Saumlaki harbour, Yamdena, near the Masela field. Source: Wikimedia
Indonesian President Joko Widodo has rejected Inpex Corp and Royal Dutch Shell’s proposal to build the world’s largest floating liquefied natural gas (LNG) plant in the east of his archipelago, because he favours a land-based refinery.
Indonesia’s energy regulator, SKKMigas, warned earlier this month that rejecting the US$15 billion plan to process gas from the Masela field offshore would damage the industry and cost jobs.
Shell and Inpex declined to comment.
Widodo said he wanted to prioritise development in impoverished eastern Indonesia rather than the high-profile 7.5 million tonne annual floating LNG project. The cabinet in Jakarta has reportedly been heavily split on the issue.
“This is a long-term project that concerns hundreds of trillions of rupiah. From these calculations, we have decided to build it onshore,” Widodo said.
“The first consideration is that we want the local and national economy to be positively impacted by the development of the Masela block. We also want regional development to be affected by the big project,” he told the media.
The president’s supporters argue that an onshore LNG refinery would bring prosperity to Maluku, including development of a petrochemical and fertiliser sector.
But delays decreased the commercial attractiveness of the scheme in an already troubled sector, Business Monitor International Research oil and gas analyst Peter Lee said.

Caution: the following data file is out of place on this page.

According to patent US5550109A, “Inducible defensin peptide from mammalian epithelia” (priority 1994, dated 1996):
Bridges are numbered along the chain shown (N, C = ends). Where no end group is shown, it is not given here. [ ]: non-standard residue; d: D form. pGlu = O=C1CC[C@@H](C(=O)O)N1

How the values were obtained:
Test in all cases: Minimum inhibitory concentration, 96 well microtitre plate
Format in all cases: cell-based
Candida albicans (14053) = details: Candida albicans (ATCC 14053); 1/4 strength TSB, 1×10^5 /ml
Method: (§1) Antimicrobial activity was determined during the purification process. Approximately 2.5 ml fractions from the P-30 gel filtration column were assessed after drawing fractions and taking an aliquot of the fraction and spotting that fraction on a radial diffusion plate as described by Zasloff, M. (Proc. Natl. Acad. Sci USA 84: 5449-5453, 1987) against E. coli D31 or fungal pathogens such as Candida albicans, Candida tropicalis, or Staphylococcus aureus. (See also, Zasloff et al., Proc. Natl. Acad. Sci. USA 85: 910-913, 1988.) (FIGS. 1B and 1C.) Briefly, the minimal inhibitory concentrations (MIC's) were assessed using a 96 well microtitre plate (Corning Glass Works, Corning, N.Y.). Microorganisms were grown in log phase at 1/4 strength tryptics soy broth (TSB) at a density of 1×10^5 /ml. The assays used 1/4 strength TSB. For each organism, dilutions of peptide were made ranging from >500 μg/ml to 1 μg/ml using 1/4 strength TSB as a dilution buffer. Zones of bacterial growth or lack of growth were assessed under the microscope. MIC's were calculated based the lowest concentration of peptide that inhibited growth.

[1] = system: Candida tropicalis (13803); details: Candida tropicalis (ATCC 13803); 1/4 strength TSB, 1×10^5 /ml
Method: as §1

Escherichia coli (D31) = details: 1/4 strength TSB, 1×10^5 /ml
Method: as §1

“Impacts on the domestic market will be pronounced as a combination of rising consumption, stagnant production and regulatory hurdles for new project start-ups lead Indonesia’s net LNG exports to fall drastically over the short to medium period,” Lee said, in reference to three gas projects that include Masela, Gendalo-Gehem by Chevron — part of the Indonesia Deepwater Development project — and Tangguh Train 3 by BP.
SKKMigas fears that an onshore project could increase costs and delay completion by three years from around 2026. The maritime coordinating ministry, in contrast, calculated that an onshore refinery would be cheaper. The ministry directs energy policy.
Energy Minister Sudirman Said, who has U-turned on the issue, urged SKKMigas, Inpex and Shell to adjust rapidly to the president’s ruling.
“These two investors will continue to work together because they’ve been working for this for 16 years and they’ve spent on exploration costs,” Said explained. “We will give them a chance to reassess this, but we want all parties to have the optimal benefit.”
The Masela block in the Timor Sea near the maritime border with Australia is 65-per-cent owned by Inpex and Shell has a 35-per-cent stake.
State-owned Pertamina is apparently demanding at least 10 per cent of the block.
Numerous oil and gas exploitation schemes are being shelved around the world as fuel prices fall.
Asian LNG prices fell 80 per cent over the past two years.